Clean-up of Wilmington properties continues

WILMINGTON — Work continues to clean up properties in the City of Wilmington.

During his report, Mayor John Stanforth said 90 violations had been issued to property owners, with 40 having since been repaired by the owners. The remaining 50 are being looked at by the city’s Code Enforcement Official Mark Wiswell, and the city will figure out what the costs will be.

According to Stanforth, the city will then go and repair the properties and the costs will be put on the tax duplicates to get money refunded.

He also informed council that the boarding up of properties that have violated property codes has been going well — with one downfall.

“Since it’s been so successful we spent all of our money. We still have more properties to go and we’re going to have to ask for money,” said Stanforth.

The $15,000 additional funds were approved in an ordinance during the financial report to help the boarding project until the end of the year.

In that same ordinance, $5,000 was transferred from general funds to update codified ordinances.

According to Finance committee member Kelsey Swindler, this was for the Zoning Task Force.

The group, initiated by the Clinton County Regional Planning Commission, hopes to update the city’s zoning code. The group is lead by RPC’s Executive Director Taylor Stuckert and Warren County RPC’s Zach Moore and will consist of 18 members representing various aspects of Wilmington.

Safety/Service Brian Shidaker spoke more on the Task Force. He said the kickoff meeting will be on Sept. 25 at 6 p.m. in the Community Room of the Municipal Building. They will meet the second Wednesday of every month from October to May.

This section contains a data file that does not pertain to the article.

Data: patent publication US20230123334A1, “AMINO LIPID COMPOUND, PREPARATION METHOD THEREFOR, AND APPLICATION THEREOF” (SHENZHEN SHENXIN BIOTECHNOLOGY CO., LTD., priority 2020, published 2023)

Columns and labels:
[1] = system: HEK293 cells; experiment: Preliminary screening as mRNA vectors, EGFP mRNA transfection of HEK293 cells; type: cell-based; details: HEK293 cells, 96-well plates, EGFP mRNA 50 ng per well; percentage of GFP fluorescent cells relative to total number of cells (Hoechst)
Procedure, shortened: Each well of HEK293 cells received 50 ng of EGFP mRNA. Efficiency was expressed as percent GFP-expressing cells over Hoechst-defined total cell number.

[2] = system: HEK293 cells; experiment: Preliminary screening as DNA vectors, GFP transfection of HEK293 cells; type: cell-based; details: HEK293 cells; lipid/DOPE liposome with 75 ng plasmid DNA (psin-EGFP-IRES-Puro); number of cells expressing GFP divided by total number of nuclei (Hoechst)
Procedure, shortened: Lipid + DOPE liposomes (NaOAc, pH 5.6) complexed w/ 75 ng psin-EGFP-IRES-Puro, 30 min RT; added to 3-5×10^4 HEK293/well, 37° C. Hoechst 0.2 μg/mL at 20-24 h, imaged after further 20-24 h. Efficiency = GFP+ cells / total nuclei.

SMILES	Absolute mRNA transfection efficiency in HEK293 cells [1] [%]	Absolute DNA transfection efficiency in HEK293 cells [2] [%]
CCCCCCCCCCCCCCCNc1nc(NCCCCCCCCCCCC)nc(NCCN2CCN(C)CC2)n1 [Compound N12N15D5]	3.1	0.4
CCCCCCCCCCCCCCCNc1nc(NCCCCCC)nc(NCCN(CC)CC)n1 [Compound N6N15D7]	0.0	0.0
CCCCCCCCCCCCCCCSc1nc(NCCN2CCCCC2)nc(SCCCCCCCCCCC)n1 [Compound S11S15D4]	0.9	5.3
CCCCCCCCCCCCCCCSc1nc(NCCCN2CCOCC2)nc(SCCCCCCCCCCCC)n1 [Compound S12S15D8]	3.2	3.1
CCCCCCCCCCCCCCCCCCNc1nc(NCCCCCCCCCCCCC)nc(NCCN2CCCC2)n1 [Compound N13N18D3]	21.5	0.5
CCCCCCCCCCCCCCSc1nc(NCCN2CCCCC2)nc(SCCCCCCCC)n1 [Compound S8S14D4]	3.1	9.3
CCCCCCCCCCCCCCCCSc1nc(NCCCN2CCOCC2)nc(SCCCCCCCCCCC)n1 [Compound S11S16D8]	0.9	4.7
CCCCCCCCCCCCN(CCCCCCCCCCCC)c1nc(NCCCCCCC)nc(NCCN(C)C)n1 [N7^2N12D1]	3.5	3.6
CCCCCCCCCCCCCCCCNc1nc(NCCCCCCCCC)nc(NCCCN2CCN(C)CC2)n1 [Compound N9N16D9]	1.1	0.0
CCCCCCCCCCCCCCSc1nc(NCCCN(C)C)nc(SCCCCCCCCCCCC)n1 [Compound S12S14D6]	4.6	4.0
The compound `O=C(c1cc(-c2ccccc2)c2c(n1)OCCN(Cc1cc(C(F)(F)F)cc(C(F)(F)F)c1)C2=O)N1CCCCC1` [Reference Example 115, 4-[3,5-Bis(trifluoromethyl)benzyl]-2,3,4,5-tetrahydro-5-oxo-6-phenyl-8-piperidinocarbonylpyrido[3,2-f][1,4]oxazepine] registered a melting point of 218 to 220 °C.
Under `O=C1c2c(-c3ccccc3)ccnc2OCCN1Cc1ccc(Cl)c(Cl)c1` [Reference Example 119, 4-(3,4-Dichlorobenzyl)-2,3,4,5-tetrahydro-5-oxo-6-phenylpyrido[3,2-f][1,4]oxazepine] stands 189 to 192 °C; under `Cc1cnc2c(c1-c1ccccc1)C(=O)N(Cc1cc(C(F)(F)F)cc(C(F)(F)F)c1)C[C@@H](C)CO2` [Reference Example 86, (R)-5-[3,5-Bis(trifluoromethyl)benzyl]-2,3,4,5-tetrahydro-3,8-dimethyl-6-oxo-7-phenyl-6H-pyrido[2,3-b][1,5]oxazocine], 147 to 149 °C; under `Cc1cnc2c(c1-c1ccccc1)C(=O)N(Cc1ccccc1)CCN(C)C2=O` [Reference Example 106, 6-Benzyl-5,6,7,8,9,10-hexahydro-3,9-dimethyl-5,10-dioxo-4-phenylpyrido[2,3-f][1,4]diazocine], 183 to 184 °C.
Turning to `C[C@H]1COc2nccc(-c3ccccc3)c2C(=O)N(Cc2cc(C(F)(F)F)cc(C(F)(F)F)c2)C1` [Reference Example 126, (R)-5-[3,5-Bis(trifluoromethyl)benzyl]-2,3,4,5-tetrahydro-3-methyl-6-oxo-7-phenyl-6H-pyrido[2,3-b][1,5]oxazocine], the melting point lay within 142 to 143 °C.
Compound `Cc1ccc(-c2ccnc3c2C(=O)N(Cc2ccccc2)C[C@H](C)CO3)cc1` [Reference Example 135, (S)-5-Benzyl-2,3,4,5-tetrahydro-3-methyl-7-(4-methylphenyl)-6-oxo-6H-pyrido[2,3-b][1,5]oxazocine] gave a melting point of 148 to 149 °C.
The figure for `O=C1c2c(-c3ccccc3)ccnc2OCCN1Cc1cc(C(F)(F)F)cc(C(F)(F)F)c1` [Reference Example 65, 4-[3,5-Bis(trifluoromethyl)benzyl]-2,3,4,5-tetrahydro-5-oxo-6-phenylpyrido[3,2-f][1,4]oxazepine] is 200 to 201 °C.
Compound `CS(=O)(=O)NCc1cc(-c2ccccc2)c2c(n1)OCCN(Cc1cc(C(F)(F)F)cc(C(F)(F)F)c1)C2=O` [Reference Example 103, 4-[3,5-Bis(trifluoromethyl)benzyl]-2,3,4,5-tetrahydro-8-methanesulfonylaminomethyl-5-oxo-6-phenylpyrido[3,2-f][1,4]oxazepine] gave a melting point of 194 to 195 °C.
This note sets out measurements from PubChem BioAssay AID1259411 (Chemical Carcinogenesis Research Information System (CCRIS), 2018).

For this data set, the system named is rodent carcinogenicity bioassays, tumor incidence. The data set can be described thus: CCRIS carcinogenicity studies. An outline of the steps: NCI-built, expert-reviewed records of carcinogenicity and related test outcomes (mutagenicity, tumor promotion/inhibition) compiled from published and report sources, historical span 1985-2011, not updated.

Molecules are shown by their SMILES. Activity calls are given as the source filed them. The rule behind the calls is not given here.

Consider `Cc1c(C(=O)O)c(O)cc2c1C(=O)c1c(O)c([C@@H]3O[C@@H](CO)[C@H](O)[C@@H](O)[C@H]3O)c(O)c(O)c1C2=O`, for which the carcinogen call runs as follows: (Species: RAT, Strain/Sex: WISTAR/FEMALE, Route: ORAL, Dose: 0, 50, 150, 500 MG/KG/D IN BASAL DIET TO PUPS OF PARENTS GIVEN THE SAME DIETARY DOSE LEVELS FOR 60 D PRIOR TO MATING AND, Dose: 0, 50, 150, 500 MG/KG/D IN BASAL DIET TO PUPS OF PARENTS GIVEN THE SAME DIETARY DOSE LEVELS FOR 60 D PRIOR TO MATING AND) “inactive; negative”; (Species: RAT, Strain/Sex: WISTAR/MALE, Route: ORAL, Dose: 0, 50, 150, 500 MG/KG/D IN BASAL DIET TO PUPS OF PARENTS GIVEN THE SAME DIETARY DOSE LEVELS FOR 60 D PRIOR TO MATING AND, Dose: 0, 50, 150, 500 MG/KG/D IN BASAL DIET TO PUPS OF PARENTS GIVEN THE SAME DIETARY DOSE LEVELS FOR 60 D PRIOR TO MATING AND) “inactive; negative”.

“All the Task Force meetings are open to the public. I’m encouraging people to come to those meetings and invite others,” said Shidaker. “We want the process to be as transparent and as inclusive as possible.”

He said the website will feature the roster of members, documents, and other information related to the project.

“The site will be continually updated as the project moves along,” he said.

Also during council:

• During the open discussion segment, council member Kelsey Swindler wanted to let community members know that this is a safe and inclusive community and that there is no tolerance for hate speech. She wanted to emphasize this in light of recent events in the news and remembering the discovery of a spray-painted swastika here last year.

“I think sometimes we don’t slow down to say that because we want to believe so badly that it doesn’t happen here. But I don’t think any community is immune from these kinds of problems. It’s important to say it out loud sometimes,” said Swindler.

• Swindler, the Water Committee chairperson, informed council of the discussions during the committee meeting with Water Superintendent Rick Schaffer on the harmful algae blooms. She said every Ohio community has to deal with it some way if they use similar water sources, but Wilmington has the only particular toxin discovered. She said they were assured by Schaffer there was never any detectable level of algae toxin in the drinking water andit is safe. She told council they’re working on a master plan for the Water Department to handle the algae blooms. She gave praise to Schaffer and the Water Department for their work on this.

• Council approved a resolution accepting a $1,000 donation from Kratzer’s Hometown Pharmacy for the Wilmington Police Department during the Safety/Transportation Committee report. Chairperson Joe Spicer said that this money would be used for aspects of the police department that aren’t covered by city funds.

• The council also approved a resolution authorizing the Ohio Public Works Commission final applications and agreement for the Nelson Avenue Culvert Replacement Project. According to a letter from Safety/Service Director Brian Shidaker to the council, the project is to remove and replace an existing culvert with a new box culvert.

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By John Hamilton

Reach John Hamilton at 937-382-2574